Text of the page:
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Despite the recent vote in favour of abolition of the LCO process, a great deal of the prosperity of Wales remains in the hands of the Westminster government. Taxation and benefits remain non-devolved matters, and decisions that will effect more people in Wales than many of the areas that are devolved. For these reasons and more, today’s budget is self-evidently extremely important.
The headline news is that the office for budget responsibility (OBR) has downgraded the growth forecast, and raised its predicted unemployment figures for the year. Unsurprisingly, this will mean the deficit will be higher than first thought, as the total spent on benefits rises and the total taken in taxation falls. It is an appropriate time to remind people that the nation’s finances are not the same as a household budget.
The downgrading of growth and employment forecasts provide further evidence that cuts to public spending are not achieving their desired effect of balancing the books. Public sector workers facing uncertain times ahead are predictably cutting back, and private sector firms are facing lower demand for consumer goods as a result. Far from being rescued from the danger zone, the cuts have actually placed us in it. It is also worth remembering that the OBR is only producing forecasts for the whole of the UK, as a nation with a smaller private sector and bigger cuts to come, it is likely that the prospects in Wales are far worse.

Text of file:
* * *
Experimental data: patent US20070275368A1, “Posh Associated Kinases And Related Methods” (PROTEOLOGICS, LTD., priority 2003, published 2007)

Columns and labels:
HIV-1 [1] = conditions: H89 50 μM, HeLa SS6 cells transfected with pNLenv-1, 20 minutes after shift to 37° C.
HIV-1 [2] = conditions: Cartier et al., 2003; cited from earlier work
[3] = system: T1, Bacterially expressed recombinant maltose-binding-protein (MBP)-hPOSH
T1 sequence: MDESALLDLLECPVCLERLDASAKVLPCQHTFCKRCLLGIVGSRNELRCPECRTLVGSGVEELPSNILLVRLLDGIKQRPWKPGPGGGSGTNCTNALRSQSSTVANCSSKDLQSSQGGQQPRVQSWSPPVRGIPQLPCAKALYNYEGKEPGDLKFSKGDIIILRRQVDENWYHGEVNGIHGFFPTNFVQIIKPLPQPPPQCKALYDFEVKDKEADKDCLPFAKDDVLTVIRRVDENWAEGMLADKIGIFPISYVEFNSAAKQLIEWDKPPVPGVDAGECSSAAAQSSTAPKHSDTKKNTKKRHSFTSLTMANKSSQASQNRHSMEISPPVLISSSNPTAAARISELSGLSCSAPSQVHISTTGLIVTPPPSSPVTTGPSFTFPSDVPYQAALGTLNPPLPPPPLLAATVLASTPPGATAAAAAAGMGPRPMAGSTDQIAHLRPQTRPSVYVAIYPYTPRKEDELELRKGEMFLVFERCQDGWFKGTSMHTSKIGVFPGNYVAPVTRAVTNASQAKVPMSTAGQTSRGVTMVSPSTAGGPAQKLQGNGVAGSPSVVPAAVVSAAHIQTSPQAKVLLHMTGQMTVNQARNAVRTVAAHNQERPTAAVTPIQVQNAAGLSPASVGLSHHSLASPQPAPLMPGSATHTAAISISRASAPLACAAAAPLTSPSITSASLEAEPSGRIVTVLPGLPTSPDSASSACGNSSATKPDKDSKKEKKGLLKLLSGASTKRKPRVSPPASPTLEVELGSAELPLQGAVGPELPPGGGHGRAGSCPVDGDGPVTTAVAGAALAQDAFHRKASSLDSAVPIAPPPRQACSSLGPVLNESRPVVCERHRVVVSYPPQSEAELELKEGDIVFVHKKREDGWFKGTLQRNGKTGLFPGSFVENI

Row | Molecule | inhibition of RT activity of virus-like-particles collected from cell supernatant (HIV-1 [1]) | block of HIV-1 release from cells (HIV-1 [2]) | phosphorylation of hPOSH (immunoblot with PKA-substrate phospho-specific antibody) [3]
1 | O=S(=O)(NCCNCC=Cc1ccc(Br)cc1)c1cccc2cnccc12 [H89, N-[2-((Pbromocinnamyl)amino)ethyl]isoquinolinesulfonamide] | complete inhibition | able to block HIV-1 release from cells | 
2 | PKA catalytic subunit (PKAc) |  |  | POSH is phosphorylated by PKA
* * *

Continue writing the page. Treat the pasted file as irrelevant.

The first priority for the incoming government in Cardiff thus needs to be to promote employment and to examine ways to protect the vulnerable from the rising cost of living. Unfortunately there is very little in today’s budget that offers some hope that the Welsh economy can be kick-started. The gamble of the budget is that the private sector will simply do the work of repairing the economy.
But hey – fuel is now cut by a penny. So at least it will be mildly cheaper to get to the job centre.